One interesting point is that the University of Wisconsin has 100 people and about 10 million in budget per year that is devoted inertial confinement fusion. They are obviously aware of the Bussard approach. It would seem obvious that they would try to adjust their own setups to try to achieve the potentially greater efficiency. Also, if the EMC2 fusion [bussard team] achieves success than the university of Wisconsin fusion department should be immediately trying to replicate and build on the work.
Currently, the most promising path toward electrostatic fusion runs through Santa Fe, N.M., where a team at EMC2 Fusion Development Corp. is currently trying to validate Bussard’s results. The team’s leader, Richard Nebel, told me this week that it’s still too early to gauge how promising the Bussard fusion device could be.
“We’re getting high-power plasma,” he said. “We don’t have answers … [but] we’re far enough along that we know we’re going to get answers.”
“We’re losing our lead to other countries in the world,” Gerald Kulcinski, director of the Fusion Technology Institute at the University of Wisconsin at Madison.
ITER’s path to fusion isn’t the only one [and EMC2 is not the only one working on inertial confinement fusion]: For more than three decades, the University of Wisconsin’s institute has focused its research not only on magnetic containment, but also on the other two “legs” of fusion research: laser-powered inertial confinement, which is to be developed in the United States at the National Ignition Facility; and inertial electrostatic fusion, which has been in the news recently due to the work of the late physicist/engineer Robert Bussard.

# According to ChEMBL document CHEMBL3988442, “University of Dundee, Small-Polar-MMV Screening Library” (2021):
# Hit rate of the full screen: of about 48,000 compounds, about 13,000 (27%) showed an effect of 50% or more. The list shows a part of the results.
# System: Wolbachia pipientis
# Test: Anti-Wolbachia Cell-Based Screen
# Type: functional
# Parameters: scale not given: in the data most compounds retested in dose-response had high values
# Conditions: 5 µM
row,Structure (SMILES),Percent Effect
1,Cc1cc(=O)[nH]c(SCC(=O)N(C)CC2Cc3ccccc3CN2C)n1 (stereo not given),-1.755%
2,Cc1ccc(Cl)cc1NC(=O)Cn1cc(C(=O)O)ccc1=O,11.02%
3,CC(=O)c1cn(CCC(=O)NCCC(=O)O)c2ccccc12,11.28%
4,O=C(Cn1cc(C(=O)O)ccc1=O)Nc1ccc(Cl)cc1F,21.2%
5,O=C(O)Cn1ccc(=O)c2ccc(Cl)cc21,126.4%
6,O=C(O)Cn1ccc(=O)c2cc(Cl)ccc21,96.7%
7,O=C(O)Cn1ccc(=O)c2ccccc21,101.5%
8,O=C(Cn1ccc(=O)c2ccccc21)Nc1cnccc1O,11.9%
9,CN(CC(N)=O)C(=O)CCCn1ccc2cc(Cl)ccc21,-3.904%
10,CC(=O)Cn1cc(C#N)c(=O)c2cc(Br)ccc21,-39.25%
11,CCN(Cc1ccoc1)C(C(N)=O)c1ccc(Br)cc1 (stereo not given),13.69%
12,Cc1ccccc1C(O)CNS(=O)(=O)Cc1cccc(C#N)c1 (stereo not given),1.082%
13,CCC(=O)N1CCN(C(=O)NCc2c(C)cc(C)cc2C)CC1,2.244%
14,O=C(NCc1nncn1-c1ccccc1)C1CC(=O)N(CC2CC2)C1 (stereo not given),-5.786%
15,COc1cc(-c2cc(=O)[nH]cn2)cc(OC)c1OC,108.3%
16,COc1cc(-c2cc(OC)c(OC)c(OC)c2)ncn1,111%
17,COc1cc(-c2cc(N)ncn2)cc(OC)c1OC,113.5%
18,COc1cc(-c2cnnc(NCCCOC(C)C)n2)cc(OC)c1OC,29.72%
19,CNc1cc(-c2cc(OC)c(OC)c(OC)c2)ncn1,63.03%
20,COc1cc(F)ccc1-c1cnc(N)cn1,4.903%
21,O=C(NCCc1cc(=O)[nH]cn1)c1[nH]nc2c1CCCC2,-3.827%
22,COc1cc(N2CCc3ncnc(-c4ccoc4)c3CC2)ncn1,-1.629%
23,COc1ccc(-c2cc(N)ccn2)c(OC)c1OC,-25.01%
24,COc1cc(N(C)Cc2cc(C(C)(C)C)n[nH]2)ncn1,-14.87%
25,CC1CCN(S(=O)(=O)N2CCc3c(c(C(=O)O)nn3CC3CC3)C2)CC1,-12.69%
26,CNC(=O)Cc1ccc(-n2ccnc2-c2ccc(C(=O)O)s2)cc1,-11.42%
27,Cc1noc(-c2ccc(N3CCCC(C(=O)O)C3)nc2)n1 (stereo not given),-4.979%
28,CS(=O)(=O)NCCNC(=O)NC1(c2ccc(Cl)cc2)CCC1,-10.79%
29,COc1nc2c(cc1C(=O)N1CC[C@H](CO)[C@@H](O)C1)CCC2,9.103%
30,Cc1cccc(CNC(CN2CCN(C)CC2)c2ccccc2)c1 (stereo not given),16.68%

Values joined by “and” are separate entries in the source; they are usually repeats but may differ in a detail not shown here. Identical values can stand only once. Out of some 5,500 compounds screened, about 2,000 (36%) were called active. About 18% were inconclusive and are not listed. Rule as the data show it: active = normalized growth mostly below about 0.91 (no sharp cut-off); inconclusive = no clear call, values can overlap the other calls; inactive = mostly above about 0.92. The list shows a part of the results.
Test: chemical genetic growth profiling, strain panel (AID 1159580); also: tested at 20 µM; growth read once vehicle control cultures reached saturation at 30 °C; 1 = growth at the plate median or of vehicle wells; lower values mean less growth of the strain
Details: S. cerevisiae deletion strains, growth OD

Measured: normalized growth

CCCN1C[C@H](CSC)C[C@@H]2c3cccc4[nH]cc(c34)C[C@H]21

The institute is funded to the tune of about $15 million a year, with 150 people working on fusion, Kulcinski said. Inertial confinement fusion currently accounts for about two-thirds of the technology development work being done at the institute.
If Kulcinski had to pick a favorite in the decades-long fusion marathon, it might well be the dark horse in the race: electrostatic fusion, which involves packing ions densely within a negatively charged grid or a cloud of electrons. He and his colleagues have been experimenting with electrostatic grid reactors for years.
“We’re not even close to break-even,” Kulcinski said. But the devices do produce enough high-energy protons to create short-lived radioisotopes for medical applications.
Kulcinski foresees a day when every hospital could have its own little fusion reactor churning out oxygen-15 and other isotopes for diagnostic purposes. (Right now they’re created in cyclotrons.)
He said fusion devices could also be used to detect hidden nuclear weapons and buried explosive devices. They could even disable nuclear weapons. “We probably shouldn’t discuss that, but there are ways,” he said.
The real promise of the electrostatic devices, at least the way Kulcinski sees it, is that the electrostatic devices can be used for fusion reactions using helium-3. His group has been experimenting with a deuterium-helium-3 combination as well as with pure helium-3.
About 40 tons of helium-3 would produce all the electricity we use in the United States in 2008.
He sees electrostatic fusion reactors using helium-3 as the best long-term option. “We could put the thing right downtown,” he said.
There is a new writeup[H/T again to Power and Control and IECfusiontech] by Tom Ligon which discusses the inertial confinement fusion work and theory of the Bussard fusion team.
This has the potential to be a huge game changer for energy and technology in general.